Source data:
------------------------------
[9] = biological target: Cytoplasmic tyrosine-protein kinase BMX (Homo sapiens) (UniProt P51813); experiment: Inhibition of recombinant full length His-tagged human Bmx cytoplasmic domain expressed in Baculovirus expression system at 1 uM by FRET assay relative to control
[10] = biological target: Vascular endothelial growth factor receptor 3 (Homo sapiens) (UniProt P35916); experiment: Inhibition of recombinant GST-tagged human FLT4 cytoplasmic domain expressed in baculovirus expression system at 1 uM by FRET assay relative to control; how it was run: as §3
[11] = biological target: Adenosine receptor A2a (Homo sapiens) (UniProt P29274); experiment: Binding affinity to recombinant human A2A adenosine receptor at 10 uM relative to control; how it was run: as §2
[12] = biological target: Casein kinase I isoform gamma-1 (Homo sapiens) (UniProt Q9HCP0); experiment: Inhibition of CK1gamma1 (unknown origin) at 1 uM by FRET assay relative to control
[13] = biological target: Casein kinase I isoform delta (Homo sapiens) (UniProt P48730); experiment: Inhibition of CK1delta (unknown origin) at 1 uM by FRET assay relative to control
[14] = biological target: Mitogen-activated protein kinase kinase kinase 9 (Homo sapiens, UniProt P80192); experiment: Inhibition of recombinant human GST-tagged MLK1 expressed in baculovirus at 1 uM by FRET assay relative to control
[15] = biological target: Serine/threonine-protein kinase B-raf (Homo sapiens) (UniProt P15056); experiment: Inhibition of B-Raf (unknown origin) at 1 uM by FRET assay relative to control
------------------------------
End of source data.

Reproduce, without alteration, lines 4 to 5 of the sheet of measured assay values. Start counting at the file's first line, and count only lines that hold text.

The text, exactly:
[12] = biological target: Casein kinase I isoform gamma-1 (Homo sapiens) (UniProt Q9HCP0); experiment: Inhibition of CK1gamma1 (unknown origin) at 1 uM by FRET assay relative to control
[13] = biological target: Casein kinase I isoform delta (Homo sapiens) (UniProt P48730); experiment: Inhibition of CK1delta (unknown origin) at 1 uM by FRET assay relative to control